Tuesday, December 17, 2013

South Africa Part 5: Robben Island

Since we had bad weather on November 30 when we were supposed to see Robben Island and Table Mountain, we had to find another day to visit both. 

On December 2 we headed to the waterfront to see if the weather would allow us to visit Robben Island. All the morning tours were booked but we got ourselves on a 3pm boat.

So we had to kill some time at the waterfront

Only 10,371 miles to San Francisco

Paul didn't want to get in the frame

Finally on the boat and of course it gets overcast but it's still a nice view of Table Mountain

But we're happy to finally be on our way

Robben Island - about an hour boat ride from the waterfront

Table Mountain and Robben Island

Some seals hanging out

We were taken on buses for the first part of the tour

Robben Island served as a prison in the late 17th century when the Dutch sent their convicts there but between the late 17th century and 1959, it was home to a hospital, a leper colony and an asylum for the mentally ill. Starting in 1961, Robben Island became a maximum security prison for political prisoners and a medium security prison for criminal prisoners.

Our tour started with a bus ride which drove us past the freestanding cell where Robert Sobukwe (another political activist against apartheid who founded the Pan Africanist Congress) was held in solitary confinement for 6 years (sorry, no photo from the bus) and the limestone quarry where freedom fighters like Nelson Mandela would do hard labor for many hours a day. Before heading inside the prison, we stopped for a break.

A view of the Robben Island lighthouse

Table Bay

After the tour on the bus, a former Robben Island political prisoner showed us around (we arrived a bit late so I didn't catch his name)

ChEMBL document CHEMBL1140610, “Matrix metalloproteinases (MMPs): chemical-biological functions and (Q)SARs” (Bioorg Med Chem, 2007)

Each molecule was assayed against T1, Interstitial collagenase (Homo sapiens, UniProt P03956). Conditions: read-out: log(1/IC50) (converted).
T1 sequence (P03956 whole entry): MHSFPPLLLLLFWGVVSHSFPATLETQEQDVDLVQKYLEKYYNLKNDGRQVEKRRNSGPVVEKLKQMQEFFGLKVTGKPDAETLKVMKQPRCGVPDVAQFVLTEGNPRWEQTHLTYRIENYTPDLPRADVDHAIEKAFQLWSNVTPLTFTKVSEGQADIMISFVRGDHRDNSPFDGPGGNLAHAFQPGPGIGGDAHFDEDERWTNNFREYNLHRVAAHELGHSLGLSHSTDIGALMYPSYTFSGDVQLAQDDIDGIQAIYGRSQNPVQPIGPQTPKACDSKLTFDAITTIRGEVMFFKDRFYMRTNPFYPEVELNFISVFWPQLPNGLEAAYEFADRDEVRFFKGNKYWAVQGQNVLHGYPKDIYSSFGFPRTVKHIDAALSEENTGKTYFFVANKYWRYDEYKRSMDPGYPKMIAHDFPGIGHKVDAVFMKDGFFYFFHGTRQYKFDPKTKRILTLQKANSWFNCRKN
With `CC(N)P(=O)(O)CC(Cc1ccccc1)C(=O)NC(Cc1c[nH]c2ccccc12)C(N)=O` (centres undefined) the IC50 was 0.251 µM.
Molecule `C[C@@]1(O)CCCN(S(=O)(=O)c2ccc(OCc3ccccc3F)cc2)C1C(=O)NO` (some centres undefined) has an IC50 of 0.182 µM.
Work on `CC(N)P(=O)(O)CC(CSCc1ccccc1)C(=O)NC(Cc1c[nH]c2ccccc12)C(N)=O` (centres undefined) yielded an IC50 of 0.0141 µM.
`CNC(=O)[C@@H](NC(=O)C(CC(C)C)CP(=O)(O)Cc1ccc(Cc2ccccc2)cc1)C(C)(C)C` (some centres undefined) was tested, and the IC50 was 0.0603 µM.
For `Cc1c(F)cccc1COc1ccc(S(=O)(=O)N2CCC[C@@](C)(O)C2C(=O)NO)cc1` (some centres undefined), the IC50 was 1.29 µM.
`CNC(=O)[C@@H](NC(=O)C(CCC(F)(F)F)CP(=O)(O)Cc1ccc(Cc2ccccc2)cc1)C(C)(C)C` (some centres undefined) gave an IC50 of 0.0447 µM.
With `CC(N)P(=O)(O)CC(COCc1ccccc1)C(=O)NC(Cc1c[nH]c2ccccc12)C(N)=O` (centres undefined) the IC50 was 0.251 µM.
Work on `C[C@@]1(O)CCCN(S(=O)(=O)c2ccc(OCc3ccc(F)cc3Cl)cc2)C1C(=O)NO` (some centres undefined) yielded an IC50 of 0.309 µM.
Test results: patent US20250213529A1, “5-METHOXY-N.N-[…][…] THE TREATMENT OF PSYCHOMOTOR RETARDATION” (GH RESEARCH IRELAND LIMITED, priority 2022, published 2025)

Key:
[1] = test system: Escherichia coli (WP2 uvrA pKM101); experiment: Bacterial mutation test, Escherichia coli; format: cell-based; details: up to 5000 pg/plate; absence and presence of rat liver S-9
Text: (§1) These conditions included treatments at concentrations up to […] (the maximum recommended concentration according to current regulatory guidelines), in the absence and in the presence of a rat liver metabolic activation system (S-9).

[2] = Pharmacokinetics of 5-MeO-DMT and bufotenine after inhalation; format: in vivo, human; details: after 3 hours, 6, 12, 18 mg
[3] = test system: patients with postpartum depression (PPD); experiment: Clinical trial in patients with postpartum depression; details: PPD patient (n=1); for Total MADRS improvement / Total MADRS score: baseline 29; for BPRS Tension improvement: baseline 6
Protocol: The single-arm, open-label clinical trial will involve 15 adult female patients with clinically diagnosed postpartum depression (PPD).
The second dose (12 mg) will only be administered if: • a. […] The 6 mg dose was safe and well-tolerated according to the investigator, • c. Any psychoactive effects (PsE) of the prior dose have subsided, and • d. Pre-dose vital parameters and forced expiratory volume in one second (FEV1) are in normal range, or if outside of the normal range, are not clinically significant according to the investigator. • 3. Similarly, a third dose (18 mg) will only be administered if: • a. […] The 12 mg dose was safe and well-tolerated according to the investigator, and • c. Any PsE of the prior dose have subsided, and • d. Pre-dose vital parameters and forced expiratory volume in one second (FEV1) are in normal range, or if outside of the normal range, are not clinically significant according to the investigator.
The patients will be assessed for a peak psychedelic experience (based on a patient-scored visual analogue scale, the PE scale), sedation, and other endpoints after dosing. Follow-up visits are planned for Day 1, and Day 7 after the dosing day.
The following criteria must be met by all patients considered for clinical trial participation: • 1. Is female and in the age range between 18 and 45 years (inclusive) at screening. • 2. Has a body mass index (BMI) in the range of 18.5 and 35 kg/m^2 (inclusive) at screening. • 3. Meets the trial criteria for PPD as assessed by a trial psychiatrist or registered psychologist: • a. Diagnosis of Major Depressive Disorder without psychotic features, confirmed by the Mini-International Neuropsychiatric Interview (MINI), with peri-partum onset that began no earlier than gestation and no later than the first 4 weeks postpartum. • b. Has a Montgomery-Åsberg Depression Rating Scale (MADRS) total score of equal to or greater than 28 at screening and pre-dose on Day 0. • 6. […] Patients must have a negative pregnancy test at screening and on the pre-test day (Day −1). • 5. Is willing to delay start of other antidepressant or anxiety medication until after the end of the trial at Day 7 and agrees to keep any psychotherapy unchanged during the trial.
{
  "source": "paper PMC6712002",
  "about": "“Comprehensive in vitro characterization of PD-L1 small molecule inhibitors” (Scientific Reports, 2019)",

Our guide is pointing out what prisoners had to sleep on

Everyone had a number because names were too hard to pronounce - number sequence 69/64 in this example means that the prisoner, Billy Nair, was the 69th prisoner in 1964. Most people know Nelson Mandela's - 466/64.

This shows the difference in meal plans - the left are what "Coloureds/Asiaties" would
receive and and the right are what "Bantus" (or Blacks) would receive 

Walking towards cell block B

Cell block B courtyard

Entering cell block B - I just missed including the 4th window, which was the window of Nelson Mandela's cell

Not a very big courtyard

Cell block B; everyone is going towards the cell that Nelson Mandela stayed in

Cell #4 - Nelson Mandela's cell for 18 years of his 27 years in prison

Cell block B hallway

More than 3000 political prisoners were held on the island before the end of apartheid

Walking towards cell block A

Leaving the area

The tour was very educational and I'm glad we got the chance to learn more about the freedom fighters
who were imprisoned here 

After a bumpy ride back to the V&A Waterfront, Paul needed to let off some steam.

The elephant had it coming


To end the day, we decided to catch Catching Fire in a "luxury" theater where you
basically sit in a La-Z-Boy


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